Nimish SawantMar 09, 2015 17:55:29 IST
The Apple Watch launch is just a few hours away and although the smartwatch category has been around for quite a while, every geek will be looking forward to what Apple has to offer. Just to keep things in perspective, Apple Watch will be the first major product launch by Cupertino-tech giant since the iPad launch in 2010 and the first major product launch since Steve Jobs’ demise. We had got a glimpse of the Apple Watch last year at the iPad event and it received mixed responses.
Looking at the past, whenever Apple has entered into a new product segment that is already in existence, it has in a way redefined that segment. It happened for MP3 players with the launch of the iPod back in 2001, with smartphones when Apple released the iPhone in 2007 and with tablets after Apple introduced the iPad in 2010. With the Watch, will Apple repeat history?
Well the answer may not be as easy, considering we have seen some really good looking smartwatches over the last year and at the just concluded Mobile World Congress. On the list are LG Watch Urbane LTE and Huawei Watch - both of which look as premium as one can expect and which come with a traditional round watch design. But despite the multiple smartwatches available to users, if you look at pure sales numbers, they pale in comparison to smartphones.
According to Strategy Analytics, only 5 million smartwatches were sold worldwide last year, whereas around 74.6 million iPhones were sold in just the last quarter of 2014. People are clearly treading with caution as far as this category is concerned.
Another reason is the over dependence on your smartphone. As a companion device to the smartphone, the smartwatch is commanding quite a premium pricing. Apple Watch is expected to start from $349 onwards. Unlike an iPod or an iPad which catered to a specific need among the audience, the smartwatch is offering multiple functionalities which can be overwhelming to a lot of potential buyers.
Also Apple Watch still has many questions unanswered (maybe they were saved for the launch event today) specially over battery life. The Apple Watch will sport a colour display, will support Apple Pay, Apple Health kit and will have a heart-rate sensor - tasks which have a potential to drain the battery within a day. Some reports are already out suggesting that Apple Watch will not meet its required mixed usage battery life of 19 hours in the first generation variant. We will come to know more details on the battery life tonight.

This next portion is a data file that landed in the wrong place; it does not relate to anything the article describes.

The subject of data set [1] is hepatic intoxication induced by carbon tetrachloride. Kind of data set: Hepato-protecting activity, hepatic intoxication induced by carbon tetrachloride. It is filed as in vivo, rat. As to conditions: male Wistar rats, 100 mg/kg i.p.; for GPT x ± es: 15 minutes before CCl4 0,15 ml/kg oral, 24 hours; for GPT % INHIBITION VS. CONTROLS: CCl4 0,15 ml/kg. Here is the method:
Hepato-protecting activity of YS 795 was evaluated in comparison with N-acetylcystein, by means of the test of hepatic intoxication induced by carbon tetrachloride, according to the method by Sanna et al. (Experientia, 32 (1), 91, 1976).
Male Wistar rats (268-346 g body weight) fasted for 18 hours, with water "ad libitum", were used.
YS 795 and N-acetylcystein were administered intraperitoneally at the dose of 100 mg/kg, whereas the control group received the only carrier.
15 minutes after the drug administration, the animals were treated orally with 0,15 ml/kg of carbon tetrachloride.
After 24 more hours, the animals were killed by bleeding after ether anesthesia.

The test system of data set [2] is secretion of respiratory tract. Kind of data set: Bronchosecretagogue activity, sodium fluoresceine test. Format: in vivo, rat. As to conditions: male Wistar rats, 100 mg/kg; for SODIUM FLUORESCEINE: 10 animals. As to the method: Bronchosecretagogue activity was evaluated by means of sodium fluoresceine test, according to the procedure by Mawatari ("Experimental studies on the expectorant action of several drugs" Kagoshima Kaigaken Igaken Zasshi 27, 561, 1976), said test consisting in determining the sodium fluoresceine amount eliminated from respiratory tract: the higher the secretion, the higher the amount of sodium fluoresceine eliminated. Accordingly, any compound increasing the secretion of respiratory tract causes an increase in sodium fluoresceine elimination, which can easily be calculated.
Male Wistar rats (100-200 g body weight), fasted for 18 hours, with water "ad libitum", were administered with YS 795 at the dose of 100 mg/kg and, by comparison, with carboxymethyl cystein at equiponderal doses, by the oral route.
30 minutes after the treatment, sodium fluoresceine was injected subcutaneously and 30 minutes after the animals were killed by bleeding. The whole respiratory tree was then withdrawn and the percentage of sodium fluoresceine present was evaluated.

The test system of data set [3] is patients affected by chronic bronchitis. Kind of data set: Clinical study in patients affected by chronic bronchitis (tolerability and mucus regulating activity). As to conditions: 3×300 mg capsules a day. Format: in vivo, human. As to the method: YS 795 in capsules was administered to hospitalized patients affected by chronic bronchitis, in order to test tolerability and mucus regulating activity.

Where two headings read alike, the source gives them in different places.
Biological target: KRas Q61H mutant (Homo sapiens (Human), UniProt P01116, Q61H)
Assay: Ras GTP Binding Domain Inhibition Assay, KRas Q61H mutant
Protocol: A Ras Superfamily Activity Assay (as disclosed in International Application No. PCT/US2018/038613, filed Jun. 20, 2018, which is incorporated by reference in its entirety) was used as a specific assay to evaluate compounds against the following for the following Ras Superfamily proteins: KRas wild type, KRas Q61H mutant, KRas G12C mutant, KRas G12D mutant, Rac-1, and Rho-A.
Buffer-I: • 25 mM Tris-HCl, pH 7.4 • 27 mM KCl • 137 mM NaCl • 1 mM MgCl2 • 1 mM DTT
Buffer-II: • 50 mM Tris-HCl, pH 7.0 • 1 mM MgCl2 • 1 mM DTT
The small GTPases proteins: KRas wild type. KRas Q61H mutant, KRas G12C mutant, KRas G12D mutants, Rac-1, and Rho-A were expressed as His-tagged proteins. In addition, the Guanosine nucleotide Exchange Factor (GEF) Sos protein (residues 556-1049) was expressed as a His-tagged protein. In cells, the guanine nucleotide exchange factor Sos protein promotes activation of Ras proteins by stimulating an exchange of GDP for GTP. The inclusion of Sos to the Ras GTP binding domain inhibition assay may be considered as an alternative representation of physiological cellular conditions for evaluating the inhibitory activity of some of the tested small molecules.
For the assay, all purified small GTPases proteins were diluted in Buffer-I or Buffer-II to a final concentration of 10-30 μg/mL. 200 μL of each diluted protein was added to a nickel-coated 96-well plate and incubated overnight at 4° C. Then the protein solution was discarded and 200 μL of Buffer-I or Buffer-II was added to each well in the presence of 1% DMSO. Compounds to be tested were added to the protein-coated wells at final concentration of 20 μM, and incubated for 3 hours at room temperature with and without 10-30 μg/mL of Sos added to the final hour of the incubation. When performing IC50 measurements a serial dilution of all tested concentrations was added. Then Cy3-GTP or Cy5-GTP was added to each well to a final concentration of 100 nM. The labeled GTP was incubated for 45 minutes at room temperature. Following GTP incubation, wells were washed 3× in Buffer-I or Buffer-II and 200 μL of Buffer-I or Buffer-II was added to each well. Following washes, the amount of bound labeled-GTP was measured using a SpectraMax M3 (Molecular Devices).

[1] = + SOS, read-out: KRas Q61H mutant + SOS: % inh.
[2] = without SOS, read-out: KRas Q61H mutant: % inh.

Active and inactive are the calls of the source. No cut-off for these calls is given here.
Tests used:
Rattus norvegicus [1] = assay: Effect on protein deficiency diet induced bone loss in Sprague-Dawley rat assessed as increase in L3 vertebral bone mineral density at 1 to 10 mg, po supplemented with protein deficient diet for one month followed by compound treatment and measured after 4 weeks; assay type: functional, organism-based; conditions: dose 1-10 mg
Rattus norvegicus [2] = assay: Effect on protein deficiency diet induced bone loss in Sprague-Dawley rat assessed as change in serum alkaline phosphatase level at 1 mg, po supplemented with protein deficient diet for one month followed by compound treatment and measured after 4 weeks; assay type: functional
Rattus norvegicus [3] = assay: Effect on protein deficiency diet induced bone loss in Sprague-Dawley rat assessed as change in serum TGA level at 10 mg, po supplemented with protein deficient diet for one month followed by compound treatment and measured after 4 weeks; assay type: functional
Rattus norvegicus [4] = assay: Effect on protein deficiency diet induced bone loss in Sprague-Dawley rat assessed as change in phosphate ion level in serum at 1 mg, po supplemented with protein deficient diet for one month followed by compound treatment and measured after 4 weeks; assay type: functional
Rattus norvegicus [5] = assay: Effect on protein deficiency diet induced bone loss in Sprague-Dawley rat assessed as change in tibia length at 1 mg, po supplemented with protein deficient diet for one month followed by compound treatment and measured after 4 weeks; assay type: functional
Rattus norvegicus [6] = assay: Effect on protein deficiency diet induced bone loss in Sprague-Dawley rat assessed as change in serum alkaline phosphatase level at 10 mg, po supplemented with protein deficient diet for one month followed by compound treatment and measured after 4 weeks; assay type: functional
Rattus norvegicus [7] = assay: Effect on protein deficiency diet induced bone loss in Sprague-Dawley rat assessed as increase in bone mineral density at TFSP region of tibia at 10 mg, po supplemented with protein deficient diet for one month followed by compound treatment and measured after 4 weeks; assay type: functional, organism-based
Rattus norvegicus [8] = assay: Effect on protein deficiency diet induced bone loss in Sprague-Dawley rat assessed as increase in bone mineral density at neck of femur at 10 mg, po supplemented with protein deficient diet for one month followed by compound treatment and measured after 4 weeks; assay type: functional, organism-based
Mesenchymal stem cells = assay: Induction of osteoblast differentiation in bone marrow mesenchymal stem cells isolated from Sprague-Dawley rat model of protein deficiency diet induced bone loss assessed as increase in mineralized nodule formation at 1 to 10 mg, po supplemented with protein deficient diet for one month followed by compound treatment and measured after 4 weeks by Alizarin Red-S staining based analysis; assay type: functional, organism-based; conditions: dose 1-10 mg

If one looks at Apple's previous first generation products, it does not really paint a rosy picture. Let us look at some past products from the Apple stable, which created a lot of hype around their launch, but started picking up sales only with their succeeding generations.
This was a product that truly revolutionised the way we consume music. It also changed the game when it came to distribution of music and can easily be called as the single product category which led to the decline of audio CD sales. It spawned multiple categories within itself. But since September 2012, we haven't seen a new iPod in any form. For all practical purposes, the standalone MP3 player category is going the way of the entry-level compact digital cameras.
But the very first iPod launched back in October 2001 did not see massive sales. In fact, it was one bulky device with a proper FireWire port for transferring music, came with 5GB and 10GB capacities and had a mechanical scroll wheel to navigate through songs and folders of music. Also it was only compatible with Mac systems and was priced at a whopping $399 for 5GB of storage (this was still a huge capacity back then). Naturally, this limitation kept it confined just to the Apple enthusiasts.
We forget now how long it took for the iPod to work. Looked like a flop or a hobby for 4 years. pic.twitter.com/IVrAABlGf7
— Benedict Evans (@BenedictEvans) September 12, 2014